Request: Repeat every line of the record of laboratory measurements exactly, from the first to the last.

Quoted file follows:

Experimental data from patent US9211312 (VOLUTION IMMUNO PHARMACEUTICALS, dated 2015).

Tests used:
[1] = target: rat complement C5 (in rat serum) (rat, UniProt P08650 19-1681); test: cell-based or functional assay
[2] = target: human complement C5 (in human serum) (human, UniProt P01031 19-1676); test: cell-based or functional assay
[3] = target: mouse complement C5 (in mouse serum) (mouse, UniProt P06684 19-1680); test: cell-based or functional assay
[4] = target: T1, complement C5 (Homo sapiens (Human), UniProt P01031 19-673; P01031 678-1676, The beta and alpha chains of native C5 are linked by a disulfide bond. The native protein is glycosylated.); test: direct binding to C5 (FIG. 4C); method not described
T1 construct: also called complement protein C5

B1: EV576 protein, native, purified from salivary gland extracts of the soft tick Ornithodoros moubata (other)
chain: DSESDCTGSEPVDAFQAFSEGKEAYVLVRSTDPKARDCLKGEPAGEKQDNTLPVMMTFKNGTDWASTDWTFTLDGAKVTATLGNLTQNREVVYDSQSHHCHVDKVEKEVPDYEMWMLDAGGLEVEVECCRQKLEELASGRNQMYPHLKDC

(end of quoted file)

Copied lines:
Experimental data from patent US9211312 (VOLUTION IMMUNO PHARMACEUTICALS, dated 2015).

Tests used:
[1] = target: rat complement C5 (in rat serum) (rat, UniProt P08650 19-1681); test: cell-based or functional assay
[2] = target: human complement C5 (in human serum) (human, UniProt P01031 19-1676); test: cell-based or functional assay
[3] = target: mouse complement C5 (in mouse serum) (mouse, UniProt P06684 19-1680); test: cell-based or functional assay
[4] = target: T1, complement C5 (Homo sapiens (Human), UniProt P01031 19-673; P01031 678-1676, The beta and alpha chains of native C5 are linked by a disulfide bond. The native protein is glycosylated.); test: direct binding to C5 (FIG. 4C); method not described
T1 construct: also called complement protein C5

B1: EV576 protein, native, purified from salivary gland extracts of the soft tick Ornithodoros moubata (other)
chain: DSESDCTGSEPVDAFQAFSEGKEAYVLVRSTDPKARDCLKGEPAGEKQDNTLPVMMTFKNGTDWASTDWTFTLDGAKVTATLGNLTQNREVVYDSQSHHCHVDKVEKEVPDYEMWMLDAGGLEVEVECCRQKLEELASGRNQMYPHLKDC